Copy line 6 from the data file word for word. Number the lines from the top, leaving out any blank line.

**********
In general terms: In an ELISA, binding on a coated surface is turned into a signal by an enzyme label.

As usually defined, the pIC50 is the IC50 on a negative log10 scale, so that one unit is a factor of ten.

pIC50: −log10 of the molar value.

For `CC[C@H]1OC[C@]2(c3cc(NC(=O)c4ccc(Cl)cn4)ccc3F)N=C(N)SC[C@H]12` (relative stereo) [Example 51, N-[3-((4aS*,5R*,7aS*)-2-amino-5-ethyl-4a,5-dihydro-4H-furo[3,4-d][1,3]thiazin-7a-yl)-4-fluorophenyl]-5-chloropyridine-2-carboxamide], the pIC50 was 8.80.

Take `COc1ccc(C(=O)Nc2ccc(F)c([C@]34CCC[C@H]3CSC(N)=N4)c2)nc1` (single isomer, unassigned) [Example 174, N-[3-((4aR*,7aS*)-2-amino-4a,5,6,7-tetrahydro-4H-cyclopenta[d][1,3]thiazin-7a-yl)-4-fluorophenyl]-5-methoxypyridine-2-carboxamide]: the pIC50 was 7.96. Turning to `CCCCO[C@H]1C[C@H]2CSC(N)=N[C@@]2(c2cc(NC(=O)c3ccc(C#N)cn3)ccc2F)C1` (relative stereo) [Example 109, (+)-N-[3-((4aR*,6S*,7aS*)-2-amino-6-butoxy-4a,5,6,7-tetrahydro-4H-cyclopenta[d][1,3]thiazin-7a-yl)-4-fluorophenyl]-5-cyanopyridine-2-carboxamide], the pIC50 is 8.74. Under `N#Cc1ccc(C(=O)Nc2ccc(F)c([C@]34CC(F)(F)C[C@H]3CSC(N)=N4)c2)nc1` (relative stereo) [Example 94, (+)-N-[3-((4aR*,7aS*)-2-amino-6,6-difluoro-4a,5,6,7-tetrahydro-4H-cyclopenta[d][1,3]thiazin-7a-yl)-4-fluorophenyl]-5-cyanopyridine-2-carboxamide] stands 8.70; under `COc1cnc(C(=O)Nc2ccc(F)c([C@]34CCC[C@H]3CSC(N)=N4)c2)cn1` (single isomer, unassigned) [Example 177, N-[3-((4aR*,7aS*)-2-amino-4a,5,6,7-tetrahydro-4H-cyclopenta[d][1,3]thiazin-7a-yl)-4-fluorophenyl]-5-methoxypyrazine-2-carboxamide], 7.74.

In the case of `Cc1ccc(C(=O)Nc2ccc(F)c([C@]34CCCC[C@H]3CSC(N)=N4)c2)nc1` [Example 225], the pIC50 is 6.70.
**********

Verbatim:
In the case of `Cc1ccc(C(=O)Nc2ccc(F)c([C@]34CCCC[C@H]3CSC(N)=N4)c2)nc1` [Example 225], the pIC50 is 6.70.